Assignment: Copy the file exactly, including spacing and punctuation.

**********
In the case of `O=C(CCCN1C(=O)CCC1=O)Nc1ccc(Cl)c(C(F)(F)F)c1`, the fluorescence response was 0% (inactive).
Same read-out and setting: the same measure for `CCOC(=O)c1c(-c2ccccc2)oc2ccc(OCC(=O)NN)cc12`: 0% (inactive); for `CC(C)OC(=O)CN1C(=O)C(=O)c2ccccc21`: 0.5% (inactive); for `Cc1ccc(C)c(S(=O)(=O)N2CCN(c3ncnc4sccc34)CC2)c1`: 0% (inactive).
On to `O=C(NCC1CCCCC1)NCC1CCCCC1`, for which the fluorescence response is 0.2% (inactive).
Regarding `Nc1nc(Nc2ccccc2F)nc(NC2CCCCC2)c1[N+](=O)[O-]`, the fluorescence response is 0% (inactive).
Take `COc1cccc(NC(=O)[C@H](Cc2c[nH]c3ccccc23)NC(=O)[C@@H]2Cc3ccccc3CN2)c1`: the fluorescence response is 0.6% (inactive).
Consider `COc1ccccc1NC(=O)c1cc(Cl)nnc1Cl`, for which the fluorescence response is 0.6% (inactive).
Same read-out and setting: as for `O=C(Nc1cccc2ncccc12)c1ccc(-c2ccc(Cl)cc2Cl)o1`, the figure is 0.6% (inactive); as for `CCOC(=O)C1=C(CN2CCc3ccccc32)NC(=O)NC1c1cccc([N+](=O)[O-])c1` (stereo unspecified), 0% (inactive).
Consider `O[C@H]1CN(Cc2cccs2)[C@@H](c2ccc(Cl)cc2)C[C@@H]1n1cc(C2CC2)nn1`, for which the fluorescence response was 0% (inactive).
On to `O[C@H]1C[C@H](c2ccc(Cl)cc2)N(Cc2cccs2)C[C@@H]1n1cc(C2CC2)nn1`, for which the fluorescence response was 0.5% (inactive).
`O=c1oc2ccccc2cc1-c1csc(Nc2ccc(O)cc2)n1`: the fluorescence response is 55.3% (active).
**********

In the case of `O=C(CCCN1C(=O)CCC1=O)Nc1ccc(Cl)c(C(F)(F)F)c1`, the fluorescence response was 0% (inactive).
Same read-out and setting: the same measure for `CCOC(=O)c1c(-c2ccccc2)oc2ccc(OCC(=O)NN)cc12`: 0% (inactive); for `CC(C)OC(=O)CN1C(=O)C(=O)c2ccccc21`: 0.5% (inactive); for `Cc1ccc(C)c(S(=O)(=O)N2CCN(c3ncnc4sccc34)CC2)c1`: 0% (inactive).
On to `O=C(NCC1CCCCC1)NCC1CCCCC1`, for which the fluorescence response is 0.2% (inactive).
Regarding `Nc1nc(Nc2ccccc2F)nc(NC2CCCCC2)c1[N+](=O)[O-]`, the fluorescence response is 0% (inactive).
Take `COc1cccc(NC(=O)[C@H](Cc2c[nH]c3ccccc23)NC(=O)[C@@H]2Cc3ccccc3CN2)c1`: the fluorescence response is 0.6% (inactive).
Consider `COc1ccccc1NC(=O)c1cc(Cl)nnc1Cl`, for which the fluorescence response is 0.6% (inactive).
Same read-out and setting: as for `O=C(Nc1cccc2ncccc12)c1ccc(-c2ccc(Cl)cc2Cl)o1`, the figure is 0.6% (inactive); as for `CCOC(=O)C1=C(CN2CCc3ccccc32)NC(=O)NC1c1cccc([N+](=O)[O-])c1` (stereo unspecified), 0% (inactive).
Consider `O[C@H]1CN(Cc2cccs2)[C@@H](c2ccc(Cl)cc2)C[C@@H]1n1cc(C2CC2)nn1`, for which the fluorescence response was 0% (inactive).
On to `O[C@H]1C[C@H](c2ccc(Cl)cc2)N(Cc2cccs2)C[C@@H]1n1cc(C2CC2)nn1`, for which the fluorescence response was 0.5% (inactive).
`O=c1oc2ccccc2cc1-c1csc(Nc2ccc(O)cc2)n1`: the fluorescence response is 55.3% (active).